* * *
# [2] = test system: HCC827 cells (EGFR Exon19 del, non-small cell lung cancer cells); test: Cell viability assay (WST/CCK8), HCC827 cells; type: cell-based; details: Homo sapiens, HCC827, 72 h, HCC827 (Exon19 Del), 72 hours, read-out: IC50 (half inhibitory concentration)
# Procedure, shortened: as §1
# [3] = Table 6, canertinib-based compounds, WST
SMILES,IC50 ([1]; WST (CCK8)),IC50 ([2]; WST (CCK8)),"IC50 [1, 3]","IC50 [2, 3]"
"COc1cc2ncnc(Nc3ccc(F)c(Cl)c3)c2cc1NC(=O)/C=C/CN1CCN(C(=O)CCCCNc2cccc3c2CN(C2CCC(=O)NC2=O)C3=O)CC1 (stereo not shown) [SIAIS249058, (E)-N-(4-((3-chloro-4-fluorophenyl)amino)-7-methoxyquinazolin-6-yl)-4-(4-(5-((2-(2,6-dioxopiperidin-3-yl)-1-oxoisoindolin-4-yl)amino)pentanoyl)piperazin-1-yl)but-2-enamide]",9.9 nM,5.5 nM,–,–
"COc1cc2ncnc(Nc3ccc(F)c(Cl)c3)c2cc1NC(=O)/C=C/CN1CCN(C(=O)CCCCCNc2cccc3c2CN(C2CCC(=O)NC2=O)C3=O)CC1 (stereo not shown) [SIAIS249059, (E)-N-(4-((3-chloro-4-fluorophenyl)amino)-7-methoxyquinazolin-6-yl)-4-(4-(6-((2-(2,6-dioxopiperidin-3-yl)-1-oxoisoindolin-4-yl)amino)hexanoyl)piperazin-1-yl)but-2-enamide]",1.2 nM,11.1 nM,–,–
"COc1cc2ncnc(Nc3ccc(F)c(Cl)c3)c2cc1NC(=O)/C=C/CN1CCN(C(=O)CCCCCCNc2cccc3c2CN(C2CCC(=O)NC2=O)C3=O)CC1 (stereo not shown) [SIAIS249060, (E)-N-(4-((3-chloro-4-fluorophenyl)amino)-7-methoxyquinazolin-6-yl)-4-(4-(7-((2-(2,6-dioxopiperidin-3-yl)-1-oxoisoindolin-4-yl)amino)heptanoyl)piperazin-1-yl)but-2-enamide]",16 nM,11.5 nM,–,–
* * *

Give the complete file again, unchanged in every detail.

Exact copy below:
# [2] = test system: HCC827 cells (EGFR Exon19 del, non-small cell lung cancer cells); test: Cell viability assay (WST/CCK8), HCC827 cells; type: cell-based; details: Homo sapiens, HCC827, 72 h, HCC827 (Exon19 Del), 72 hours, read-out: IC50 (half inhibitory concentration)
# Procedure, shortened: as §1
# [3] = Table 6, canertinib-based compounds, WST
SMILES,IC50 ([1]; WST (CCK8)),IC50 ([2]; WST (CCK8)),"IC50 [1, 3]","IC50 [2, 3]"
"COc1cc2ncnc(Nc3ccc(F)c(Cl)c3)c2cc1NC(=O)/C=C/CN1CCN(C(=O)CCCCNc2cccc3c2CN(C2CCC(=O)NC2=O)C3=O)CC1 (stereo not shown) [SIAIS249058, (E)-N-(4-((3-chloro-4-fluorophenyl)amino)-7-methoxyquinazolin-6-yl)-4-(4-(5-((2-(2,6-dioxopiperidin-3-yl)-1-oxoisoindolin-4-yl)amino)pentanoyl)piperazin-1-yl)but-2-enamide]",9.9 nM,5.5 nM,–,–
"COc1cc2ncnc(Nc3ccc(F)c(Cl)c3)c2cc1NC(=O)/C=C/CN1CCN(C(=O)CCCCCNc2cccc3c2CN(C2CCC(=O)NC2=O)C3=O)CC1 (stereo not shown) [SIAIS249059, (E)-N-(4-((3-chloro-4-fluorophenyl)amino)-7-methoxyquinazolin-6-yl)-4-(4-(6-((2-(2,6-dioxopiperidin-3-yl)-1-oxoisoindolin-4-yl)amino)hexanoyl)piperazin-1-yl)but-2-enamide]",1.2 nM,11.1 nM,–,–
"COc1cc2ncnc(Nc3ccc(F)c(Cl)c3)c2cc1NC(=O)/C=C/CN1CCN(C(=O)CCCCCCNc2cccc3c2CN(C2CCC(=O)NC2=O)C3=O)CC1 (stereo not shown) [SIAIS249060, (E)-N-(4-((3-chloro-4-fluorophenyl)amino)-7-methoxyquinazolin-6-yl)-4-(4-(7-((2-(2,6-dioxopiperidin-3-yl)-1-oxoisoindolin-4-yl)amino)heptanoyl)piperazin-1-yl)but-2-enamide]",16 nM,11.5 nM,–,–